Oh, we also have a 3 years old, but he never touches the AV equipment. And even if he did, I'm not sure why that would hinder the use of our AVR. I'm assuming my TV has speakers that work, but don't know for sure as I've never used them.
     
  20. TomCat

    TomCat Broadcast Engineer

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    I understand that sentiment, but realize that the intelligence to do this IS INDEED provided by every broadcaster already. The dynrang and compr metadata parameters are added features that are automatically already provided by all HD broadcasts. This why it was designed and is exactly HOW THEY SOLVED THE PROBLEM of uneven audio. If you have the capability of manipulating these parameters in your AVR or display, well then you already know that. If you don't have that capability, well then you're probably still pissed because you think the problem still exists.

    The fact that the ability to manipulate the dynamic range is also built into every STB automatically (and there is some capability in every ATSC STB out there, whether the consumer is allowed to have the hooks to adjust it or not, as a part of the AC-3 standard) does not imply that the onus is on someone other than the broadcaster. The onus IS INDEED on the broadcaster, and this is their response to the problem. The fact that broadcasters have characteristically NOT responded in the past is not because they didn't recognize or want to fix the problem, it is because up until now it has been nearly impossible to do. The AC-3 system solves a lot of that problem much better than it ever could be addressed in the past, and is characteristic of other changes the industry will be making that will eventually solve this problem completely.

    Until that time, buying an AVR with this particular capability is a very good idea for evening out the volume changes that are still there. For the first time we have the option of doing something to take advantage of technolgy that fixes the problem rather than simply moaning about our fate and everyone else's inability to fix it. Of course if you still WANT to moan about it, DON'T take advantage of the technology, DON't buy gear that can help fix the problem, and go on and keep on moaning on into the night as much as you want.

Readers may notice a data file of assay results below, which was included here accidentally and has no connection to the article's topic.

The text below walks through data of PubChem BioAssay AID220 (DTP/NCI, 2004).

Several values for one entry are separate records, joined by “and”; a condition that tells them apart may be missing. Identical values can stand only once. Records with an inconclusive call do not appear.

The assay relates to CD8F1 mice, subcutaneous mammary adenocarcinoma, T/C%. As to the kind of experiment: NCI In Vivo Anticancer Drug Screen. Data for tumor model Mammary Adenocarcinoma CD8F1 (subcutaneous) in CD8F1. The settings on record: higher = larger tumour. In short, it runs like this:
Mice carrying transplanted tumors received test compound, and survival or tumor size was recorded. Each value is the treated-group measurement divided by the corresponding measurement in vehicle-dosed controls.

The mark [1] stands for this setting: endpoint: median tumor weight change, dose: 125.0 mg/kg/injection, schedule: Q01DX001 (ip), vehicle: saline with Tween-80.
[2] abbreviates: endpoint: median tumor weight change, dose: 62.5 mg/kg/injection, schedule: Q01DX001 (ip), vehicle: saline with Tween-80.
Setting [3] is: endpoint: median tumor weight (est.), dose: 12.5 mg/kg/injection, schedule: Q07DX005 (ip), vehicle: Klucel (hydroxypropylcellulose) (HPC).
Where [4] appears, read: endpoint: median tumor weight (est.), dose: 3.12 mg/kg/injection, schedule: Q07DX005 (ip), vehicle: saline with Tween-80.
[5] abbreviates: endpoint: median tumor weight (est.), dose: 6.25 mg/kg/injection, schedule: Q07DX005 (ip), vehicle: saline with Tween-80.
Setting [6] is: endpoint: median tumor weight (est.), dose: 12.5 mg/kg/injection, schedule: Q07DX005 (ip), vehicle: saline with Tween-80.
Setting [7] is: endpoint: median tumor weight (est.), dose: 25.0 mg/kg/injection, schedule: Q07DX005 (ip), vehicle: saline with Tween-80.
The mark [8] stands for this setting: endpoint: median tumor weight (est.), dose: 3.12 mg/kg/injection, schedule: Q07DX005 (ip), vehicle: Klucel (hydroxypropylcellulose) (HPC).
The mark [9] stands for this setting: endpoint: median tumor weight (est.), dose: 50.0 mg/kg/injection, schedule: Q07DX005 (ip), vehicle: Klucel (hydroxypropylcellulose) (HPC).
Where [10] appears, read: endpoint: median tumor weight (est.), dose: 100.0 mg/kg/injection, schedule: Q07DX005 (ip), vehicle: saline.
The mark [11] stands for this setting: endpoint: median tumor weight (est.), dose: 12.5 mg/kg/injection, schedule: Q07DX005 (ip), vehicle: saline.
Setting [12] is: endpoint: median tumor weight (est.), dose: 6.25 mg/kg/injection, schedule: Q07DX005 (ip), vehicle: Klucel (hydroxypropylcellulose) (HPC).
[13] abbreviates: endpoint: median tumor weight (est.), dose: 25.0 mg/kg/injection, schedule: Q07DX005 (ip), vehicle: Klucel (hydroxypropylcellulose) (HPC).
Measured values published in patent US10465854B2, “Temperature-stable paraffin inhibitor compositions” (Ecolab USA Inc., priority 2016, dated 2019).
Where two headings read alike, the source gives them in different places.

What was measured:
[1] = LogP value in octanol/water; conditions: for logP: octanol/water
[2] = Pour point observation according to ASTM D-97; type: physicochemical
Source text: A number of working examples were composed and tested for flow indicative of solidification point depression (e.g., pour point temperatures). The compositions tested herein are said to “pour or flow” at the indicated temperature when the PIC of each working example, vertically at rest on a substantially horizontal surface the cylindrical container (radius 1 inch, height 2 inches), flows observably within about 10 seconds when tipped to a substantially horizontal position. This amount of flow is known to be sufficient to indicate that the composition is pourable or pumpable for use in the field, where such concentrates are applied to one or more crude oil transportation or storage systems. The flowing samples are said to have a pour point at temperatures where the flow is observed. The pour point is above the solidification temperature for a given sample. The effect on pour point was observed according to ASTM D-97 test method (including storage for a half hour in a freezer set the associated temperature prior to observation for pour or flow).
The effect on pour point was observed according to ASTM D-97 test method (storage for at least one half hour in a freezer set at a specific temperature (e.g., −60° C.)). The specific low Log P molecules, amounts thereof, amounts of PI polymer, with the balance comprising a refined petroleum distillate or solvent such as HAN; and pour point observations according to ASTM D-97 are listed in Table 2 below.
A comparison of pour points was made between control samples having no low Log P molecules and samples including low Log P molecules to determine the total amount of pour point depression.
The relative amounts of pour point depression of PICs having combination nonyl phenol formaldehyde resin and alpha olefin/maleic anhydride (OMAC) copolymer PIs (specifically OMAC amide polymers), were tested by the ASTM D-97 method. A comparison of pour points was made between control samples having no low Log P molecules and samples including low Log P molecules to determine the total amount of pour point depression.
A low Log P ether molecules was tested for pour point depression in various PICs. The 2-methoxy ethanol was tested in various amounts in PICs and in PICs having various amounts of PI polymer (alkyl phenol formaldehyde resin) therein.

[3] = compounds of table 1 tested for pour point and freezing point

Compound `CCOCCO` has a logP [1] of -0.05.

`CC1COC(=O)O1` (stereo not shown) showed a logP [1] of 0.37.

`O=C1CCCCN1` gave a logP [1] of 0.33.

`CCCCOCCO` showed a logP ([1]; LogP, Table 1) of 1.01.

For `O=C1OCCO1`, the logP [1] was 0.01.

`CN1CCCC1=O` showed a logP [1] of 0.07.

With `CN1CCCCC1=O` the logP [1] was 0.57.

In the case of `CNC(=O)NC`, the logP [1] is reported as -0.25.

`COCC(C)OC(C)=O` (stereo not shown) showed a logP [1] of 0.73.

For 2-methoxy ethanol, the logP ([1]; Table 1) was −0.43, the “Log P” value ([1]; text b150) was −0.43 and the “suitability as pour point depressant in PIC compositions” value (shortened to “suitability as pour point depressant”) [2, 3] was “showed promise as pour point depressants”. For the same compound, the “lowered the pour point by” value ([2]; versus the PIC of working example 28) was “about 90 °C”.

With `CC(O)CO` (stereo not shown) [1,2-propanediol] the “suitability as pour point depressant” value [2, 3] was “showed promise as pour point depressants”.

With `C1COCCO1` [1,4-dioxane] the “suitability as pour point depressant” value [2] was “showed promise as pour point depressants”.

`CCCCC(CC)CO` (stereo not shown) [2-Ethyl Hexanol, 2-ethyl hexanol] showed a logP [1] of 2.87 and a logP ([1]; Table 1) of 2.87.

The fact that the actual manipulation happens in the STB does not imply that it is the consumer's responsibility, it is simply a part of being able to preserve the dynamic range and noise level for situations that call for normal dynamic range while also providing an option for more control over dynamic range should the consumer want to avail themselves of it. IOW, if the dynamic range were adjusted at the source, then no consumer has a choice over whether they get full dynamic range or compressed dynamic range, and the noise floor is artificially raised, compromising quality. This is what was at the root of an inability to fix the problem when all we had was analog.

    Keeping the intelligence to do this under the control of the broadcaster while the actual manipulation happens automatically and transparently to the consumer in the STB, is the best of both worlds, especially if you have the capability to take advantage of the metadata, which is an option if you also happen to have the right gear.

    Actually, IMHO, since the fix is already there in the broadcasts, maybe the onus is no longer on the broadcasters at all, and should really be on the equipment providers. It would cost little if anything to provide this capability for allowing the consumer to control dynamic range in this manner on each and every STB out there, including DVRs. Unfortunately, 90% of what we buy does not provide consumer controls for this, does not provide them access to a fix for this problem that is already right there in every HD broadcast.